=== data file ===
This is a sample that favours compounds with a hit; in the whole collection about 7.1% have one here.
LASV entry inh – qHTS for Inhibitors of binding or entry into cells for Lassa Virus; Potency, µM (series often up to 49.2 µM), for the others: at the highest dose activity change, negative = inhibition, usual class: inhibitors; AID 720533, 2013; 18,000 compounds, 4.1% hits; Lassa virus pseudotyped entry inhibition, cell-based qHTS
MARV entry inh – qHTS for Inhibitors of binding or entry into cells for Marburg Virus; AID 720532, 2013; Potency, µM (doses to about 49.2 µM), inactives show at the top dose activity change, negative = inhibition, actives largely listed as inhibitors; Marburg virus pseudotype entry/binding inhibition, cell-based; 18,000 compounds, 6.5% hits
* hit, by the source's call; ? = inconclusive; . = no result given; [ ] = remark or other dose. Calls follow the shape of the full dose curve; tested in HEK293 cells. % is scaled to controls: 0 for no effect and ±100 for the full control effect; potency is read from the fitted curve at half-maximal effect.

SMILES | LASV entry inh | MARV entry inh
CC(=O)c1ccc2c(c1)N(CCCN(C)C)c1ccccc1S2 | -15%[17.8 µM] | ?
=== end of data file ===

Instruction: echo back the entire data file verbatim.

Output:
This is a sample that favours compounds with a hit; in the whole collection about 7.1% have one here.
LASV entry inh – qHTS for Inhibitors of binding or entry into cells for Lassa Virus; Potency, µM (series often up to 49.2 µM), for the others: at the highest dose activity change, negative = inhibition, usual class: inhibitors; AID 720533, 2013; 18,000 compounds, 4.1% hits; Lassa virus pseudotyped entry inhibition, cell-based qHTS
MARV entry inh – qHTS for Inhibitors of binding or entry into cells for Marburg Virus; AID 720532, 2013; Potency, µM (doses to about 49.2 µM), inactives show at the top dose activity change, negative = inhibition, actives largely listed as inhibitors; Marburg virus pseudotype entry/binding inhibition, cell-based; 18,000 compounds, 6.5% hits
* hit, by the source's call; ? = inconclusive; . = no result given; [ ] = remark or other dose. Calls follow the shape of the full dose curve; tested in HEK293 cells. % is scaled to controls: 0 for no effect and ±100 for the full control effect; potency is read from the fitted curve at half-maximal effect.

SMILES | LASV entry inh | MARV entry inh
CC(=O)c1ccc2c(c1)N(CCCN(C)C)c1ccccc1S2 | -15%[17.8 µM] | ?